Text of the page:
COVENTRY council is facing calls to re-start the bidding process for people to step in to run the 1,000-year-old Lady Godiva-founded first city Cathedral and Priory – for longer than three years.
As we reported last week, organisations seeking to take over the ‘internationally important’ Priory Visitor Centre axed by the council in February are being invited to bid to run it for THREE YEARS only on a three-year lease, raising further alarm that it may never re-open.
Application forms and bidding documents were placed on Coventry City Council’s website last week, and bidders have until the end of the month to respond.
But last week we reported concerns – including from potential bidders – that a three-year term could prevent people putting together a sustainable business plan and would not be long enough to attract grants.
We reported the council’s response last week which stated: “The council has invited expressions of interest on a proposed three-year lease term but is open to considering a proposition from organisations or community groups interested in taking on the operational management of the PVC for a longer term.
“The panel will consider a request to negotiate a longer lease term where a supporting, sustainable business case shows the need for this.”
As we reported, the application documents fail to state this.
This week, we asked the council whether it would re-open the process so bidders could be properly informed they could make a pitch for a longer business plan.
A council statement in response this week states: “The current Expression of Interest process for the Priory Visitor Centre and Undercroft is for a three-year lease.
“The Council stated that it would be open to considering a proposition from organisations or community groups interested in taking on the operational management of the PVC for a longer term, but such a request would need to be considered outside of the provisions of the current Expression Of Interest process.
“To date no clarifications from potential bidders have come forward to the Council in relation to the negotiation of the length of lease.”
Roger Bailey, a blue badge Coventry tour guide and opposition councillor, said in response to the latest council statement that the local authority appeared to again be changing its position under challenge.
He added: “To be fair to everyone, including those who might be turned away by a three-year bidding process, I think they should re-start it.
“It should offer a five-year term, and make clear there is an option for bidders to state why they would want to run the Priory Visitor Centre for longer.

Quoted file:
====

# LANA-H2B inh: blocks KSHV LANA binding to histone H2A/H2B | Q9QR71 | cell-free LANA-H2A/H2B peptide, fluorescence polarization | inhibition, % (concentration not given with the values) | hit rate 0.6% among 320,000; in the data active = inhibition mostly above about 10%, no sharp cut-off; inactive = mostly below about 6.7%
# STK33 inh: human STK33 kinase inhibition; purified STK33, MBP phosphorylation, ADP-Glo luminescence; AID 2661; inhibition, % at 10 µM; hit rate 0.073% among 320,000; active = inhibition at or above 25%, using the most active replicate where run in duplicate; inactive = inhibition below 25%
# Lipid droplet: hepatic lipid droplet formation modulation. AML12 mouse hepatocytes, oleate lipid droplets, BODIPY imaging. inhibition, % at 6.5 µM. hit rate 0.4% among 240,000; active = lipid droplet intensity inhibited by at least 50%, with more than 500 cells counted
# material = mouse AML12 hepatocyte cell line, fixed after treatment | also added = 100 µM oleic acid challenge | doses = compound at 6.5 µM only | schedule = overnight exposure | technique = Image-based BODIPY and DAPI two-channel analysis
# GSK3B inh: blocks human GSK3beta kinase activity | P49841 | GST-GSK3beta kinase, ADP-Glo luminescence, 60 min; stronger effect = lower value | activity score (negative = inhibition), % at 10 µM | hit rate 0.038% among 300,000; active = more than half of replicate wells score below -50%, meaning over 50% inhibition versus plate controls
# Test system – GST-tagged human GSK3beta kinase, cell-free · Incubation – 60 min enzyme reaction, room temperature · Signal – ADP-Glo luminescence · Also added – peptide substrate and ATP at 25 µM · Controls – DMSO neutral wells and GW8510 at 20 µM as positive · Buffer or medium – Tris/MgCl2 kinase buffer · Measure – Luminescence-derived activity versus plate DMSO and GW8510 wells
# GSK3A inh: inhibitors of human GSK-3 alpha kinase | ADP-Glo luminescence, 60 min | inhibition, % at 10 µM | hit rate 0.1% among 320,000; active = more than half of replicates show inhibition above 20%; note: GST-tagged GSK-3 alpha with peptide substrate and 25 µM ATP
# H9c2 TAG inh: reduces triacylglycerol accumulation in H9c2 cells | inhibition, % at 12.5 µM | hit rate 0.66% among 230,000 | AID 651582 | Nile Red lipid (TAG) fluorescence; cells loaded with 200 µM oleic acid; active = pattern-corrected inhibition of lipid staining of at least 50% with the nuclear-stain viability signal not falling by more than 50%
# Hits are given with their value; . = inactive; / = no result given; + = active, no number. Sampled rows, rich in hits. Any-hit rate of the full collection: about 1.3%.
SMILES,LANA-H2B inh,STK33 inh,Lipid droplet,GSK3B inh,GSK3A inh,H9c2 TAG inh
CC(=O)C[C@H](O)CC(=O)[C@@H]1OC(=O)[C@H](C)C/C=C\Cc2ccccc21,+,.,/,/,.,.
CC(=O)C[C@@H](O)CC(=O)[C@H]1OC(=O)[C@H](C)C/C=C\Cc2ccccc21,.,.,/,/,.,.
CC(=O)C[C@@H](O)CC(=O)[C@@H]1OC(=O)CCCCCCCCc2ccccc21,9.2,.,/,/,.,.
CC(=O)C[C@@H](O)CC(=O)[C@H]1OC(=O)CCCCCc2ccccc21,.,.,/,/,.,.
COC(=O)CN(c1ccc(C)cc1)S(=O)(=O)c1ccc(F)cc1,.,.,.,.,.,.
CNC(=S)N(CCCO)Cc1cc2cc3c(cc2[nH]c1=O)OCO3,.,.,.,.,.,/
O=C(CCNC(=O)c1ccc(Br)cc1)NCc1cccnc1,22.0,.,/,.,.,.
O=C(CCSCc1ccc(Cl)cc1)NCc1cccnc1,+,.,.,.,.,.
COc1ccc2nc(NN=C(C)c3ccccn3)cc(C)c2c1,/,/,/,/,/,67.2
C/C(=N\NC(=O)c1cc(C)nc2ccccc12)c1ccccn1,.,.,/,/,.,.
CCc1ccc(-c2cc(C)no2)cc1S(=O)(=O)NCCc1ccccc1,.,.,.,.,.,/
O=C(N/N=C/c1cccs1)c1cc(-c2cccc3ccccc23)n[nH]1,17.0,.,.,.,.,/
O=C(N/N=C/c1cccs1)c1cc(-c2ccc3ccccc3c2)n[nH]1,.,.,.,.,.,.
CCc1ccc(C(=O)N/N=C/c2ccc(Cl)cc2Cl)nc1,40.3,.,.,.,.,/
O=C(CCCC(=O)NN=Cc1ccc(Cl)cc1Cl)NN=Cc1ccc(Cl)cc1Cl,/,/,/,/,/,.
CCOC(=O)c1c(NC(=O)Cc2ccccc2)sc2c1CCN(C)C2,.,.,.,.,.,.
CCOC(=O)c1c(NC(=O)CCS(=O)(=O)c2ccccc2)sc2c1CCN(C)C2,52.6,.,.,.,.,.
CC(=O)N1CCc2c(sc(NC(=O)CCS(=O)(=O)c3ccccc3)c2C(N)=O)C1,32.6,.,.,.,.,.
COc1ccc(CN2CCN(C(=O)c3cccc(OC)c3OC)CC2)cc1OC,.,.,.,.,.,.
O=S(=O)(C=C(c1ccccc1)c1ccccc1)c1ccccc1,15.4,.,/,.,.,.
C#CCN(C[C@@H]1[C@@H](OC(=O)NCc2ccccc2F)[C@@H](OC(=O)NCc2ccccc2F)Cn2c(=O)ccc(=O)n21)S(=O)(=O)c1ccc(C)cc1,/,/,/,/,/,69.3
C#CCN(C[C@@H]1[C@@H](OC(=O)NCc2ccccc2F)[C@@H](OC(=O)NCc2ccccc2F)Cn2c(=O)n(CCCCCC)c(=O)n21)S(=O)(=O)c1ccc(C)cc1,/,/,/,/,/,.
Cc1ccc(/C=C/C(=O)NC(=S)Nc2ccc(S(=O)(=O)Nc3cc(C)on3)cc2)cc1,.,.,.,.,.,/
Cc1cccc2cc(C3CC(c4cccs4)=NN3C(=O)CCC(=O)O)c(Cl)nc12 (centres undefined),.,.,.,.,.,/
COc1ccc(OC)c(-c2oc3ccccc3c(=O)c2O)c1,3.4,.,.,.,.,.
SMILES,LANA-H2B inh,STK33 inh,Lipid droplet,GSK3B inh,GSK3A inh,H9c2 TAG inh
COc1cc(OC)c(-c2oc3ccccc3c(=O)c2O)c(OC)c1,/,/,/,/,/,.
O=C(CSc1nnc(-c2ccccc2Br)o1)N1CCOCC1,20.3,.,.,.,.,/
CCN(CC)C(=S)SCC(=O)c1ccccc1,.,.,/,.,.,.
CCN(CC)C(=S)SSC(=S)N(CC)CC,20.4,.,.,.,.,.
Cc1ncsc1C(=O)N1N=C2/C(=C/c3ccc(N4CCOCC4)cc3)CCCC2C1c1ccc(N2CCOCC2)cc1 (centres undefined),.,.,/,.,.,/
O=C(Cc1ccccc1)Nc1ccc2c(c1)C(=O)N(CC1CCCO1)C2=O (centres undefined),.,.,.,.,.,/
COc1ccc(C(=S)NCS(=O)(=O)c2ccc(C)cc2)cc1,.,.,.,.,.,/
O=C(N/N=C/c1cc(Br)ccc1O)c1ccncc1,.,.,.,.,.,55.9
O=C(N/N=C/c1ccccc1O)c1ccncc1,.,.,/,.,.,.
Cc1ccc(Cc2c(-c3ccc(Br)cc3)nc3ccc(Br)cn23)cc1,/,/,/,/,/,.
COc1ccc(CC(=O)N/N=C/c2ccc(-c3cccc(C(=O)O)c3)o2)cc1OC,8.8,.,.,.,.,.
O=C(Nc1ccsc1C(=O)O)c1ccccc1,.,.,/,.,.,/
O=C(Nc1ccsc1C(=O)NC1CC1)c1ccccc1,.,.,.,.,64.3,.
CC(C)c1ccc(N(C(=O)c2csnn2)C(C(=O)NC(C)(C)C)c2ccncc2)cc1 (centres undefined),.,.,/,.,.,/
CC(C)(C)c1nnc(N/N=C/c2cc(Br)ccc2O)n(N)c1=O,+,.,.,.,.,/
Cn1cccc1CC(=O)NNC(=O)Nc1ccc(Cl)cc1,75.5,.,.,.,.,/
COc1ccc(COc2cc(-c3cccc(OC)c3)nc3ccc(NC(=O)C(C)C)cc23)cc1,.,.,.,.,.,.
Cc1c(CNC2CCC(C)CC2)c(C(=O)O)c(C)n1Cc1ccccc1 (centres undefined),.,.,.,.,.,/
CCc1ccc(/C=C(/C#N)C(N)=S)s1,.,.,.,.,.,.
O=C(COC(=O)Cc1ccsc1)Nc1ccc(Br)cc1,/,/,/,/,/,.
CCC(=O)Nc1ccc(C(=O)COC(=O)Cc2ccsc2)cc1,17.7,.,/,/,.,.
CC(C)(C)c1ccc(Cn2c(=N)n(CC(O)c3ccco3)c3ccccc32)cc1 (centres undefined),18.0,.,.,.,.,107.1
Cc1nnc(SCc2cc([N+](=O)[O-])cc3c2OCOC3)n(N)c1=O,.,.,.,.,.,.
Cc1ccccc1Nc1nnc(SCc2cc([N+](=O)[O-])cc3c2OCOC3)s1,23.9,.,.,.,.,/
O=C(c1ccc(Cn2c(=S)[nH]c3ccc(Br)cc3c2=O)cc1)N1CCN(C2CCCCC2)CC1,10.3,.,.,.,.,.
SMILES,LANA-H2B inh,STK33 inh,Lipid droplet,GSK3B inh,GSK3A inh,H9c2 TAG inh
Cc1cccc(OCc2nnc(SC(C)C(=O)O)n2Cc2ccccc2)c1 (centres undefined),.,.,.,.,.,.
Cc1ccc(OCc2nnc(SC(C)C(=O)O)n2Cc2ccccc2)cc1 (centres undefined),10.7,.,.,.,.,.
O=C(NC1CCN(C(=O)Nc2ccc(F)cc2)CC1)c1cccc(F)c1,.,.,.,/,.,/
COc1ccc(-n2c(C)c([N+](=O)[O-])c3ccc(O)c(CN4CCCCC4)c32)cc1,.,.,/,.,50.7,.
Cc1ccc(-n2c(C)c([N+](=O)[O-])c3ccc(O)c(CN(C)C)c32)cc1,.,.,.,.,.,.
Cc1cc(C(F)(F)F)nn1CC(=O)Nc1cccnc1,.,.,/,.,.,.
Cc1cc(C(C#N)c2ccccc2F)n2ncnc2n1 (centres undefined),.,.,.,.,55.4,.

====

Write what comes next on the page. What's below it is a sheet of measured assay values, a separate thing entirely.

“It should also state that the five-year term would be reviewed after three years, with an opt-out clause.”
The Coventry Observer’s #SaveThePriory campaign has called on the council to ensure the ‘city’s birthplace’ venue is re-opened urgently, with community group takeovers only being one potential solution.
Our campaign call has been echoed by prominent figures including the Bishop of Coventry the reverend Dr Christopher Cocksworth; TV Time Team presenter and ‘Blackadder’ actor Sir Tony Robinson; eminent medieval historian Dr Jonathan Foyle; and Coventry South Labour MP Jim Cunningham.
The council’s budget last year enforced the centre’s closure – implemented in February this year – to save the council £100,000 annually – less than half the remuneration of the council’s chief executive.
Coventry businesswoman Carole Donnelly is among potentially interested parties. The Chapelfields ‘social entrepreneur’ told us last month she would seek to acquire a ‘community asset transfer’ before potentially bidding for Lottery or heritage funding to help re-open the venue as a non-profit multi-purpose social enterprise, staffed by community volunteers.
Other community organisations – from a cafe company to local creative and artistic organisations – could potentially get involved, she had told us.
The Bishop of Coventry described the remains and artefacts housed at the Priory Visitor Centre in Priory Place, city centre, as “one of our city’s great treasures”.
Treasures include a glorious Chapter House wall painting, carved sandstone gargoyles, medieval glass and 14th century tile floors.